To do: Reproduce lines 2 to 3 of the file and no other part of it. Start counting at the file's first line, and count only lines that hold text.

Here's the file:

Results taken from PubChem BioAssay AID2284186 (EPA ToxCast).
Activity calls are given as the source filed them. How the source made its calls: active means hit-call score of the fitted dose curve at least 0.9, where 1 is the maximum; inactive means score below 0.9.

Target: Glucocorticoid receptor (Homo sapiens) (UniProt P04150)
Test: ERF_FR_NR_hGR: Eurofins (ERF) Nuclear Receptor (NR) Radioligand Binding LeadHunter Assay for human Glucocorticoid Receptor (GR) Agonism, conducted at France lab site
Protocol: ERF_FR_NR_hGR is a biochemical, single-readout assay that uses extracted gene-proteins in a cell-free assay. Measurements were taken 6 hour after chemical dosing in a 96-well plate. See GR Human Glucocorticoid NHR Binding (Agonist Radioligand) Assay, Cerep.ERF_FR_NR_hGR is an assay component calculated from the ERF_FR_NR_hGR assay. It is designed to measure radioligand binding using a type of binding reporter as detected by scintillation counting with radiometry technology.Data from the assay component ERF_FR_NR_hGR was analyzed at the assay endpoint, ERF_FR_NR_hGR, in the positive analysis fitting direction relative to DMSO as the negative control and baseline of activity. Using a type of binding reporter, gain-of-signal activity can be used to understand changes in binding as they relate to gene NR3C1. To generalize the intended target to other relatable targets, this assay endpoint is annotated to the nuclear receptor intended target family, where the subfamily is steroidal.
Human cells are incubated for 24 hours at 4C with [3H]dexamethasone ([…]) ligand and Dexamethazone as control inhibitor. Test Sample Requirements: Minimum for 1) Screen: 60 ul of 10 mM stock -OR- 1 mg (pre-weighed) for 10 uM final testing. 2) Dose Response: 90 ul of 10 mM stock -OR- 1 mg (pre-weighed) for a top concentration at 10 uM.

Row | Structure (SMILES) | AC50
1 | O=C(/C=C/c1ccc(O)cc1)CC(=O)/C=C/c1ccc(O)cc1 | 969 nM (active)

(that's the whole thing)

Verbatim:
Activity calls are given as the source filed them. How the source made its calls: active means hit-call score of the fitted dose curve at least 0.9, where 1 is the maximum; inactive means score below 0.9.

Target: Glucocorticoid receptor (Homo sapiens) (UniProt P04150)